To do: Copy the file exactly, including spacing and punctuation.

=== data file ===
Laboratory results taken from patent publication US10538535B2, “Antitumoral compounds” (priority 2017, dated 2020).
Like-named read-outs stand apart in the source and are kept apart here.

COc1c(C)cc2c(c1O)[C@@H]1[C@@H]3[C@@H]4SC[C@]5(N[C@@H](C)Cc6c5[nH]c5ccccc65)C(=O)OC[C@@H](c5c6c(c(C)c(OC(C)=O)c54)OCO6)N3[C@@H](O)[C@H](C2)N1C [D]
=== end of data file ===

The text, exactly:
Laboratory results taken from patent publication US10538535B2, “Antitumoral compounds” (priority 2017, dated 2020).
Like-named read-outs stand apart in the source and are kept apart here.

COc1c(C)cc2c(c1O)[C@@H]1[C@@H]3[C@@H]4SC[C@]5(N[C@@H](C)Cc6c5[nH]c5ccccc65)C(=O)OC[C@@H](c5c6c(c(C)c(OC(C)=O)c54)OCO6)N3[C@@H](O)[C@H](C2)N1C [D]